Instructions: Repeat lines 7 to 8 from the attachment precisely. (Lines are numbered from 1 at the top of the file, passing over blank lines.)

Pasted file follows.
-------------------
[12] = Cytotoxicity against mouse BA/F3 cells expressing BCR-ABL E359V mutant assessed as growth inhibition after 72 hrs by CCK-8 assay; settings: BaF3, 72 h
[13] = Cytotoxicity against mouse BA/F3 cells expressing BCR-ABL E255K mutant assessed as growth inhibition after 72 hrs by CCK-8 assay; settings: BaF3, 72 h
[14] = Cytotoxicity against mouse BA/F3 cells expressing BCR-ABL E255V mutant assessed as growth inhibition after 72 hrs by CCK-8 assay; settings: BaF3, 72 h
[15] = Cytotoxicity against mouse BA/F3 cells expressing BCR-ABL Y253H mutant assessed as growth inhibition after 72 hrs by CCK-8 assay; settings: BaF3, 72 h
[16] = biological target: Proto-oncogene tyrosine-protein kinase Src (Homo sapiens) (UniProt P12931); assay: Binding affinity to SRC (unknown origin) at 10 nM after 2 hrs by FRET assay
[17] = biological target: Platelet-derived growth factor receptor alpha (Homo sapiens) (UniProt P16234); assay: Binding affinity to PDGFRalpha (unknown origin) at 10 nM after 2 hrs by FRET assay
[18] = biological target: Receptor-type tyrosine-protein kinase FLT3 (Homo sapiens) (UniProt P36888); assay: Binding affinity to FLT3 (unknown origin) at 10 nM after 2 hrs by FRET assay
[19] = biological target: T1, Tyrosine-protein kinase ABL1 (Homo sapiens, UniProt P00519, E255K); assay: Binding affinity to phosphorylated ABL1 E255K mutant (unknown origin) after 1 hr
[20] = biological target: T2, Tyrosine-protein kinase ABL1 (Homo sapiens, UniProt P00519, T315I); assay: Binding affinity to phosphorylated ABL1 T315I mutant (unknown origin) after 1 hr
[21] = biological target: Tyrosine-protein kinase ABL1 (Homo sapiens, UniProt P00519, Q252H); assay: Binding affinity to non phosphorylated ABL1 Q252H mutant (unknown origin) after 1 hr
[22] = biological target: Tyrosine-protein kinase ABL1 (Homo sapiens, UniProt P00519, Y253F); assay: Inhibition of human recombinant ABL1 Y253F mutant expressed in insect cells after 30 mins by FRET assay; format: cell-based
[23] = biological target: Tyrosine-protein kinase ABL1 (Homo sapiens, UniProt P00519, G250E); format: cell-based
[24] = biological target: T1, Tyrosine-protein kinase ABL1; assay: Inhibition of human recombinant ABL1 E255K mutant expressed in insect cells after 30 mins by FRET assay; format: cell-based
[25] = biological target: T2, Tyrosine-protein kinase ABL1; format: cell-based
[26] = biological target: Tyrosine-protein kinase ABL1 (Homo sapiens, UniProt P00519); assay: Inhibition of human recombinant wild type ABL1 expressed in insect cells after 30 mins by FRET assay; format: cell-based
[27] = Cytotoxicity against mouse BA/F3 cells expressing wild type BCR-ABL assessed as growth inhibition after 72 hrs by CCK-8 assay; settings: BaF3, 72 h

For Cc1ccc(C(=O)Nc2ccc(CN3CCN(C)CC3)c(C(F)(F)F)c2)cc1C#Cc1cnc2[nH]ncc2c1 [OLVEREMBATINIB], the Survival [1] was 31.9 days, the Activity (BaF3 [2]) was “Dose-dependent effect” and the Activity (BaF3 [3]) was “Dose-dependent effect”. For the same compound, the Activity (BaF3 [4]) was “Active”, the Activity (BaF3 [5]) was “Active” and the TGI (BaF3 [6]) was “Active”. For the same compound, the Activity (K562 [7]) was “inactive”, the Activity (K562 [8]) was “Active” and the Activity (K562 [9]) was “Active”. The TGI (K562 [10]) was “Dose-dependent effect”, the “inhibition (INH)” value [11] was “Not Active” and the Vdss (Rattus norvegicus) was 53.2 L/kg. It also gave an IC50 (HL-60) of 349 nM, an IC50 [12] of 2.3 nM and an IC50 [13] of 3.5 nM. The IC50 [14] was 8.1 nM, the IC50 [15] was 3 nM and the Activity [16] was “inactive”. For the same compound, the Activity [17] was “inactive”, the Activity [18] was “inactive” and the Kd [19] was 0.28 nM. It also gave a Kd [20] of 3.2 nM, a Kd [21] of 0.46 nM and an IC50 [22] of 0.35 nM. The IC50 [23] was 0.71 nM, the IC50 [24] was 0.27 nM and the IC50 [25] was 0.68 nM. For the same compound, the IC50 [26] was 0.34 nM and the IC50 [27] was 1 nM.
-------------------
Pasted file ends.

[18] = biological target: Receptor-type tyrosine-protein kinase FLT3 (Homo sapiens) (UniProt P36888); assay: Binding affinity to FLT3 (unknown origin) at 10 nM after 2 hrs by FRET assay
[19] = biological target: T1, Tyrosine-protein kinase ABL1 (Homo sapiens, UniProt P00519, E255K); assay: Binding affinity to phosphorylated ABL1 E255K mutant (unknown origin) after 1 hr